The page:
Fake Nationality: EVERYONE playing Argentinian characters are just Americans using their normal accents. Special mention may have to go to Shujumi who in the book (as one might guess from his name) is Japanese. Anthony Ruivivar's ethnic background is Filipino, Chinese, Spanish, German, and Scottish.
Power Rangers Lost Galaxy, Firefly — the armor from this movie has shown up everywhere. After getting passed around Hollywood for years several of the suits were eventually sold for use in the third movie, making this a weird circular trope.
The USM Auriga in Alien: Resurrection appears to have been made from a modified model of the Rodger Young, or one of its sister ships.
Recycled Script: This film was originally to be an Aliens ripoff called "Bug Hunt", then Verhoeven got the rights to the Heinlein story.
In the script, there was a scene during a FedNet broadcast showing the Mobile Infantry reclaiming Dantana, the planet where a Mormon colony was massacred, in the prelude to the Klendathu invasion.
The original prop for the Morita assault rifle was going to be made out of the M60, with various added and removed or modified parts◊ to change the look of the weapon; ultimately, the rifles were built out of the Ruger AC556 in a bullpup conversion kit. The only hint towards the original design for the final weapon is that the props include M60 muzzle brakes.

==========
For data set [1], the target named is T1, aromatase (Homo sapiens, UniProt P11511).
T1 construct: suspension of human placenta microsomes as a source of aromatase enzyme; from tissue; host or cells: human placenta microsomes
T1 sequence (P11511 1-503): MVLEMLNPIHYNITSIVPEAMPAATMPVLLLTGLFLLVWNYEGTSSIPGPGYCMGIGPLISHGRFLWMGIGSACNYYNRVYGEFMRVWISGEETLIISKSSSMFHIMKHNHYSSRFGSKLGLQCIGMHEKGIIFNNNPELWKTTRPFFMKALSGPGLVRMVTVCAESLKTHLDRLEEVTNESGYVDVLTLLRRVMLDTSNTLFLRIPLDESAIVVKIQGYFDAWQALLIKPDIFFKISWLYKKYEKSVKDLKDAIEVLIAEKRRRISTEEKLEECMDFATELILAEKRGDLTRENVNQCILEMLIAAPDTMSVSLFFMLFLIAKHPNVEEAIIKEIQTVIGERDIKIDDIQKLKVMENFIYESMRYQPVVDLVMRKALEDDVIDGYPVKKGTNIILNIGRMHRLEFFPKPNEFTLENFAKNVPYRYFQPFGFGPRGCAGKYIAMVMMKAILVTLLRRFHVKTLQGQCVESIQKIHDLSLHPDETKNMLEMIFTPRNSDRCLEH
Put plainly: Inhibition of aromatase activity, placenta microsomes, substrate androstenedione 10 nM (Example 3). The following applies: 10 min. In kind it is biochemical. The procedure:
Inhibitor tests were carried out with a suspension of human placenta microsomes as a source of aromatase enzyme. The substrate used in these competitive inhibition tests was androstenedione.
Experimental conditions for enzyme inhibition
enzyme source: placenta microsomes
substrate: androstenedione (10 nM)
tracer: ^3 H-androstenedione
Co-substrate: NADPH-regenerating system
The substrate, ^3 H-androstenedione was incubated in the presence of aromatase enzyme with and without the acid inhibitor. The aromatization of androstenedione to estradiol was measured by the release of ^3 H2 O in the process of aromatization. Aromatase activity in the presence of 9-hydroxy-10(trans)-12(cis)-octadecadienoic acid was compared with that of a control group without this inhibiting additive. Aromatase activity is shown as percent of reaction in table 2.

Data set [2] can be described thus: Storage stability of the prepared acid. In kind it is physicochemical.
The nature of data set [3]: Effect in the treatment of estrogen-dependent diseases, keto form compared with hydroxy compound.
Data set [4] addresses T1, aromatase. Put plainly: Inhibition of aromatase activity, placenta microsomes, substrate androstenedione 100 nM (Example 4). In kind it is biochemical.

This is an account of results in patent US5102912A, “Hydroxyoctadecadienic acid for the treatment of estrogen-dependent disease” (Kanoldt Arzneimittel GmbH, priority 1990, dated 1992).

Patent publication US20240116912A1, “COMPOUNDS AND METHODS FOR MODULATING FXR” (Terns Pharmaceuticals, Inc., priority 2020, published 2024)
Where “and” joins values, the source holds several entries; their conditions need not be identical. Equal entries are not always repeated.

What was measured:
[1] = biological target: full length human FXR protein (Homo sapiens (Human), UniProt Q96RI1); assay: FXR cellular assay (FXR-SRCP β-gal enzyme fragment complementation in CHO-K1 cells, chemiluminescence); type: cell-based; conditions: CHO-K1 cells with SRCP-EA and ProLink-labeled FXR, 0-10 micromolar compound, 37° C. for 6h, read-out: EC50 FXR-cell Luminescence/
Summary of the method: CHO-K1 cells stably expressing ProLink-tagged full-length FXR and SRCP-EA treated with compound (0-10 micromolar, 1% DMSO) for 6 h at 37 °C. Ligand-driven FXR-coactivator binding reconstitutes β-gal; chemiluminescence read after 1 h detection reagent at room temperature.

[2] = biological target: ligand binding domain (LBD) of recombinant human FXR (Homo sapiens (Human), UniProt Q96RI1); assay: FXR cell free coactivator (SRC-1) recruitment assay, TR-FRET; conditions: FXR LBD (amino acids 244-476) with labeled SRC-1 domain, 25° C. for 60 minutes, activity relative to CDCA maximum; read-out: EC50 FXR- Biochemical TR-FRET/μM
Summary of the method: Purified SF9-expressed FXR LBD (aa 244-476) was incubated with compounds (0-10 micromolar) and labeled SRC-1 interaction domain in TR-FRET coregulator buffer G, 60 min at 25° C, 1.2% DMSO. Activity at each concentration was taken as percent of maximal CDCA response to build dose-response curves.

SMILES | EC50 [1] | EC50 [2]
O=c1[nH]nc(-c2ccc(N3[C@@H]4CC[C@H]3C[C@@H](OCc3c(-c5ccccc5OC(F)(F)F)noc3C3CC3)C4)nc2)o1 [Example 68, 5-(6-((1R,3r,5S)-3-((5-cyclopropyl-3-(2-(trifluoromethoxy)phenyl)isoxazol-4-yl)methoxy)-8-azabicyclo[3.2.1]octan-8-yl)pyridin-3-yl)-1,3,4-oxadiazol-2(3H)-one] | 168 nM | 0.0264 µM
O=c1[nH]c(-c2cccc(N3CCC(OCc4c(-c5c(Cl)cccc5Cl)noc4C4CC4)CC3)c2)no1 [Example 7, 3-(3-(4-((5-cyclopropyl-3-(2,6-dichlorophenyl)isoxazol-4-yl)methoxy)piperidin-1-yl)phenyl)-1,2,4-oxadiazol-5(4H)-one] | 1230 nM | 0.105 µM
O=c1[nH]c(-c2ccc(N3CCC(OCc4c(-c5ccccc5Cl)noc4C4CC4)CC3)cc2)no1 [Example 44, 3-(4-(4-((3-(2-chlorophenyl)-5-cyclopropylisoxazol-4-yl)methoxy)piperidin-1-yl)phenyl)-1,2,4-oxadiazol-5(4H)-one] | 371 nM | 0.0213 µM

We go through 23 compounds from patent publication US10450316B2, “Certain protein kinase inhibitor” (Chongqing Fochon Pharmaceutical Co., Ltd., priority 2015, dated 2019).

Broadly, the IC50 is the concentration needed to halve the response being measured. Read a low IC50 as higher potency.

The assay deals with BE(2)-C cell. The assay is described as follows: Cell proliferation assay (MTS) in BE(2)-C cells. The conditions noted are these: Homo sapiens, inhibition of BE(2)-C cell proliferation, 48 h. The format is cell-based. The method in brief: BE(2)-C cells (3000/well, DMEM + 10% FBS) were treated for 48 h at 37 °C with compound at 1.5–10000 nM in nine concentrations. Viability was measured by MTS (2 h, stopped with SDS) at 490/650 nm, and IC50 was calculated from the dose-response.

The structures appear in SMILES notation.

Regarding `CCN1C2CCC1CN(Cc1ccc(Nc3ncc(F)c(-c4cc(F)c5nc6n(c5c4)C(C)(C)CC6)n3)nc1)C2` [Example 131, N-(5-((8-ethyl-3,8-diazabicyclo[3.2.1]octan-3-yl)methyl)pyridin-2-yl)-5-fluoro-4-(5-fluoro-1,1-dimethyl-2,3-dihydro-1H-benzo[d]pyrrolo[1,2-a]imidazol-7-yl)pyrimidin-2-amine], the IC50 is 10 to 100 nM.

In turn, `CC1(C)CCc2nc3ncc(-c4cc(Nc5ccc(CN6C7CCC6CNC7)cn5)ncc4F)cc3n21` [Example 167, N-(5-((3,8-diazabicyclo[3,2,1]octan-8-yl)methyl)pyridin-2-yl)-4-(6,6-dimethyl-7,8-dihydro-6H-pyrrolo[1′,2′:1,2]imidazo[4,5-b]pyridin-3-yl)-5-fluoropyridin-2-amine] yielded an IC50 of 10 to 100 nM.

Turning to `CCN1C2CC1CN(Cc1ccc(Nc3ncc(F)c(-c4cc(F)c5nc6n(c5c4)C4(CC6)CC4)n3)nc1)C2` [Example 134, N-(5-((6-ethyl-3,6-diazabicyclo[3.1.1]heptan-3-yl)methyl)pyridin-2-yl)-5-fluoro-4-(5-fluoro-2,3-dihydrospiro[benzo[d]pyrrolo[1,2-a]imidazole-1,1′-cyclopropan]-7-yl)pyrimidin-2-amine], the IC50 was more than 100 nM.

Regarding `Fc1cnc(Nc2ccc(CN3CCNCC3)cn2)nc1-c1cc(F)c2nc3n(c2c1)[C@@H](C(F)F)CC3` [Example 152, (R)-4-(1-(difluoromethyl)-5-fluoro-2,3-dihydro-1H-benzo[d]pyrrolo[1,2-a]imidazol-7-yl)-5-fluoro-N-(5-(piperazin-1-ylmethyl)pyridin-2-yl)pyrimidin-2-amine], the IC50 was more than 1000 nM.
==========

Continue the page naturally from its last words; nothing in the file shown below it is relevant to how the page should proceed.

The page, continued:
Word of God: In the director commentary on the Blu-ray DVD Paul Verhoeven stated showing the mutilated bodies on FedNet was to encourage more people to join the Federation, the cow being censored was due to PETA animal supporters, and the experiments on the Brain Bug were censored as it was classified information.
In Armor, Felix is asked if he joined up because the Ants nuked his South-American hometown.
Science Marches On: The planet where life doesn't evolve because it doesn't get enough mutation-causing radiation. We now know that even with zero radiation, the enzymes that replicate DNA still make mistakes sometimes.
Writer Conflicts With Canon: The controversies over the novel's ethical and political messages are exacerbated by the fact that some of the things Heinlein said about the worldbuilding in later interviews and essays don't seem to fit what is actually depicted in the novel, in particular whether "public service" in the novel's society refers to any kind of government work or only front-line military combat.